On the front steps of his apartment building, Graham pulled his keys from the pocket of his damp trench coat. Fumbling them through his icy fingers, he finally managed to find the correct key and shove it in the lock. Graham made the climb to his fourth floor apartment, noticing the weighty presence of the journal in his pocket with each step.

In the apartment, he dropped his briefcase onto the floor beside the door. He shrugged his shoulders and then flexed them, giving a small moan; the hunched walk home against the sleet had made them sore. He removed his trench, tossing it onto the coat rack beside him, but then remembered the journal still resting in the pocket. He pulled it out, glanced over it one more time, and made his way to the kitchen.

Graham's thoughts were pulled away from the journal as life began to crowd him once more. A stack of dishes lay in the sink, waiting to be washed. Floor plans stretched out across his kitchen table, where he had left them the night before, needing attention. More lay in wait in his briefcase, abandoned in the entrance for the time being. He thought of the meetings scheduled during the upcoming week at work, and the dizzying amount of preparation needed for each. He then thought of Catherine; how long had it been since they had seen each other? He reminded himself again to call her before the weekend.  The journal was tossed onto the counter, joining an ever-growing pile of unopened mail.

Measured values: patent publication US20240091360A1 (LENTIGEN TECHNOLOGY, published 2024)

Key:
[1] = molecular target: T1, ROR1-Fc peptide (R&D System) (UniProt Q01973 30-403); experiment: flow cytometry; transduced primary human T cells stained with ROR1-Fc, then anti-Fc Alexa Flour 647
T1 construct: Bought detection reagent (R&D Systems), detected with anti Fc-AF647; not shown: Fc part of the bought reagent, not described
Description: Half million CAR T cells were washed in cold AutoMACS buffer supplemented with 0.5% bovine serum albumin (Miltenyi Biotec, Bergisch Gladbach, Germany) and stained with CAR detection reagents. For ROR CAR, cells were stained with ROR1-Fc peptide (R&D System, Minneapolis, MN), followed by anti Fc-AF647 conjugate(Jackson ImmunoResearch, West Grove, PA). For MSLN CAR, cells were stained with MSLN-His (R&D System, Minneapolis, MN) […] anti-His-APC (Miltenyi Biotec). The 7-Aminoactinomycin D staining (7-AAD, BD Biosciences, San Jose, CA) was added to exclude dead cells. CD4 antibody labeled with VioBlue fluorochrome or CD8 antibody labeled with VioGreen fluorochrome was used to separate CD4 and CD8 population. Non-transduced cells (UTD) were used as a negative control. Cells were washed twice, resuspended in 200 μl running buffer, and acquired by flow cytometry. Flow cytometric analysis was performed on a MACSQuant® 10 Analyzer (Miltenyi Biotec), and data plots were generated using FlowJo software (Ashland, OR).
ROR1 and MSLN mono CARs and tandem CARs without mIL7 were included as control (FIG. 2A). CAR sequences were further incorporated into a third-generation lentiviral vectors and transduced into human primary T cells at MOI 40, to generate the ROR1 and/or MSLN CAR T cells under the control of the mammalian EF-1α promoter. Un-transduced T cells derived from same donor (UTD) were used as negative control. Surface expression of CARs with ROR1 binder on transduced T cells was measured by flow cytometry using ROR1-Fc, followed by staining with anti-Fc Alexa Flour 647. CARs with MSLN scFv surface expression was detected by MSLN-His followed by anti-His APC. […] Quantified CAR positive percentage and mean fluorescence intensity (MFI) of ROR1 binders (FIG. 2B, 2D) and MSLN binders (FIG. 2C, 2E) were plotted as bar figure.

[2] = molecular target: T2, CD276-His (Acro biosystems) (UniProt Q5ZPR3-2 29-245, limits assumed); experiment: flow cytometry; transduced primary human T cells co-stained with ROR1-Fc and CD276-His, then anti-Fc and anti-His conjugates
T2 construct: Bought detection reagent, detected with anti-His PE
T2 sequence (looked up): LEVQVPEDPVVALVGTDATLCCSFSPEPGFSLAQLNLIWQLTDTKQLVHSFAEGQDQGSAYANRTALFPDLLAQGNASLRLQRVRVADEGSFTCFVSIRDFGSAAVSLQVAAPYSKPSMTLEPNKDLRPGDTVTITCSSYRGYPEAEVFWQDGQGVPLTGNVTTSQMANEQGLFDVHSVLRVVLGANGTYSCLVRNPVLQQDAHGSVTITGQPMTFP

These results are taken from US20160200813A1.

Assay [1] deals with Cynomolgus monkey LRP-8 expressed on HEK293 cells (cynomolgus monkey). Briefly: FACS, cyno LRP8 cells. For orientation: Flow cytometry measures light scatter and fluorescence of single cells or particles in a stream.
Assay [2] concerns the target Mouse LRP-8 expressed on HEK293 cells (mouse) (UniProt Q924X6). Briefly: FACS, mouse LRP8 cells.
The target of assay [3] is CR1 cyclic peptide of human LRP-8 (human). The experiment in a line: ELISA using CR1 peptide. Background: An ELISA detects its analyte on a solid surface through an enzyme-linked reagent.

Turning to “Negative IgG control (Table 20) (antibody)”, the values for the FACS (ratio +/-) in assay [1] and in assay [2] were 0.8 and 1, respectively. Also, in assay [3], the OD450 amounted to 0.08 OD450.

It was nearly two weeks later until the journal resurfaced and presented itself to Graham once more. He sat down at the table, defeated, and began opening weeks worth of mail. It was then that a small leather corner jutted out from beneath stark white envelopes. He put down the light bill and picked up the journal. The leather was soft, now that it was dry. Graham ran his hand across the supple cover to rub away some of the dirt that was now dry and caked on. He opened it again, to the first page, and saw the scrawled warning as before:


He flipped now to the second entry and began reading.

Dere soul mate,
How are you? I am good. I wish that when I ask you how you are that you could anwser and we could have a real convrsaton. But I will keep riting thees letters to you until we can. Hopfully I will be old enugh by then to. I can't rite much more tonite because my mom says that I have to finish my math homwork befor bed. But I will rite to you toomore tommorow again.
Love Becky

Graham's brow wrinkled in confusion and amusment. Was this girl writing to a real person? Or some fanciful Prince Charming she made up? Intrigued, Graham moved onto the next entry, and then the next. Before he knew it, twenty minutes had passed and he was ten entries in. The writing was still crooked in places; it seemed as though the handwriting was still in the process of searching for it's style, looking for a rythm but not quite finding it. It was the writing of a teenage girl, a young woman.

Dear soul mate,
It's been awhile. I feel bad for not sticking around like I said I would. I spent the weekend with Dad. It's weird getting used to this whole living in two houses thing. I hate it. I hate every second of it. Mom has already gone on a date with some jerky looking guy. I can't believe her. Like, seriously?! UGH! I wish I could explain how mad at her I am.
Sorry to complain to you. Anyway. I went to the park today after school. I sat on my favourite bench for awhile. I meant to read a little but I got distracted by the people. I think I may have seen you. You passed right by but I couldn't call out to you. I guess we'll meet soon enough. Talk to you soon (I mean it this time).
Love Becky

Graham rubbed his eyes. He didn't know what to think of the journal. He was beginning to feel intrusive the farther on he read, like a sleazy old man spying on the private goings on in the life of a girl. He wondered if he should continue. He put the book down. It was late anyway.

The End

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